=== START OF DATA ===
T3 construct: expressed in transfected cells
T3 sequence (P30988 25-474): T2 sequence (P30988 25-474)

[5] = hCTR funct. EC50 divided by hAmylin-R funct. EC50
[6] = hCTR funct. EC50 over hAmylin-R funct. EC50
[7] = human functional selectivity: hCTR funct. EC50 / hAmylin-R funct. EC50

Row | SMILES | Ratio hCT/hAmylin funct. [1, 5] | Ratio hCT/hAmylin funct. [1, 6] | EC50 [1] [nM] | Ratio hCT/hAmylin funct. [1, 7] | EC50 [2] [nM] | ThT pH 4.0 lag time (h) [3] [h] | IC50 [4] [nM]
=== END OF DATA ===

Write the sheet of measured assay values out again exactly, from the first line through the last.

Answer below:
T3 construct: expressed in transfected cells
T3 sequence (P30988 25-474): T2 sequence (P30988 25-474)

[5] = hCTR funct. EC50 divided by hAmylin-R funct. EC50
[6] = hCTR funct. EC50 over hAmylin-R funct. EC50
[7] = human functional selectivity: hCTR funct. EC50 / hAmylin-R funct. EC50

Row | SMILES | Ratio hCT/hAmylin funct. [1, 5] | Ratio hCT/hAmylin funct. [1, 6] | EC50 [1] [nM] | Ratio hCT/hAmylin funct. [1, 7] | EC50 [2] [nM] | ThT pH 4.0 lag time (h) [3] [h] | IC50 [4] [nM]